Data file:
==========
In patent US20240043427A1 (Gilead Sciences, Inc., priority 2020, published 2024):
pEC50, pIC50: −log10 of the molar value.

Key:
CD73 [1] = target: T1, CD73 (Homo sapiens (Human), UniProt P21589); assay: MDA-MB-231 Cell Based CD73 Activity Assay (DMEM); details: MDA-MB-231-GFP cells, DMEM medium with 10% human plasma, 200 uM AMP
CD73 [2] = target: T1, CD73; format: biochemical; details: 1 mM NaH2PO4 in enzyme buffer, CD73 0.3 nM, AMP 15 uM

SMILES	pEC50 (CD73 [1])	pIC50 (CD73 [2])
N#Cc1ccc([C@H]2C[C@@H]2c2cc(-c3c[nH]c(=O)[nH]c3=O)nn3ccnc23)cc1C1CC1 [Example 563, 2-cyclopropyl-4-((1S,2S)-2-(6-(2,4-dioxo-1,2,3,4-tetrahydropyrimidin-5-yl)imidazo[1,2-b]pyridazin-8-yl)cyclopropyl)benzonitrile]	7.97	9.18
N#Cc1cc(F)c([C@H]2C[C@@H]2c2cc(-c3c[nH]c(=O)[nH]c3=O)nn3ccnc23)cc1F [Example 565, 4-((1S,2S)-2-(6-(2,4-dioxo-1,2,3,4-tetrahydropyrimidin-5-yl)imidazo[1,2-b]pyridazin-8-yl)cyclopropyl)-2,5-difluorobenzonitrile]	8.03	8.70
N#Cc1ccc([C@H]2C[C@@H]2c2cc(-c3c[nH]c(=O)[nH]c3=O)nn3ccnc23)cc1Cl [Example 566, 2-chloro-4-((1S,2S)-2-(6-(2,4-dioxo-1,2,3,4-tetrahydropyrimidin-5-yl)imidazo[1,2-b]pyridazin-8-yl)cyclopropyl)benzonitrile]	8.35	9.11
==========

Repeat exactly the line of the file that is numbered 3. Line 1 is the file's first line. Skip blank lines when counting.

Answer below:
Key: